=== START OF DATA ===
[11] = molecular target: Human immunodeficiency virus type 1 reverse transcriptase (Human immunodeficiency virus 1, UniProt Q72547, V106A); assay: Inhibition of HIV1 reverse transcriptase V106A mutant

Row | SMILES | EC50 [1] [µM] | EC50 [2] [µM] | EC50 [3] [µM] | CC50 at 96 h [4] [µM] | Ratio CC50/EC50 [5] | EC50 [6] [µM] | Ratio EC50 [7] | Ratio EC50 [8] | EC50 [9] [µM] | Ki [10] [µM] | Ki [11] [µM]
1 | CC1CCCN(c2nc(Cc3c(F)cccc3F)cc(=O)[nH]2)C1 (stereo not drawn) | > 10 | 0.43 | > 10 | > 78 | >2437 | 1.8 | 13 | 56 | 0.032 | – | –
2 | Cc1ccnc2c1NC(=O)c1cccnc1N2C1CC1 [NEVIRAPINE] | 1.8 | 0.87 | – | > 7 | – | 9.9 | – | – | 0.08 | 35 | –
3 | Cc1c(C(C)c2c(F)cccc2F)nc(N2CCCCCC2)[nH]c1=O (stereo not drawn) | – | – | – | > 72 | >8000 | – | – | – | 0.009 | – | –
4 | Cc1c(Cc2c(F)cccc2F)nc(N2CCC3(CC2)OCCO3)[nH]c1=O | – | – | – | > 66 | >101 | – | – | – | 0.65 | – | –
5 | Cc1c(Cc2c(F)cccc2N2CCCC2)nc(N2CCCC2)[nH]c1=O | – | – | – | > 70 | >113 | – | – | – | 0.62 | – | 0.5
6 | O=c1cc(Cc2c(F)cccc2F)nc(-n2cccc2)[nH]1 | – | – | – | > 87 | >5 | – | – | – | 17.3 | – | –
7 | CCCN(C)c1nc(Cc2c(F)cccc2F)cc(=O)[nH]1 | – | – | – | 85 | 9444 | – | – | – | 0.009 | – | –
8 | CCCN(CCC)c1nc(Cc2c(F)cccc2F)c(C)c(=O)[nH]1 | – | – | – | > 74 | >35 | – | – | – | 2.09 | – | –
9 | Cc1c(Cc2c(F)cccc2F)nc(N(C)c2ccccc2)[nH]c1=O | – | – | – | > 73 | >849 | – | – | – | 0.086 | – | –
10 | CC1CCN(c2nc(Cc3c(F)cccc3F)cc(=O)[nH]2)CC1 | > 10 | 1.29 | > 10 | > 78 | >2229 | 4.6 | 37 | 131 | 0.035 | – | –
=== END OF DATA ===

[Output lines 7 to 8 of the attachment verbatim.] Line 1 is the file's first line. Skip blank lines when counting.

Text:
5 | Cc1c(Cc2c(F)cccc2N2CCCC2)nc(N2CCCC2)[nH]c1=O | – | – | – | > 70 | >113 | – | – | – | 0.62 | – | 0.5
6 | O=c1cc(Cc2c(F)cccc2F)nc(-n2cccc2)[nH]1 | – | – | – | > 87 | >5 | – | – | – | 17.3 | – | –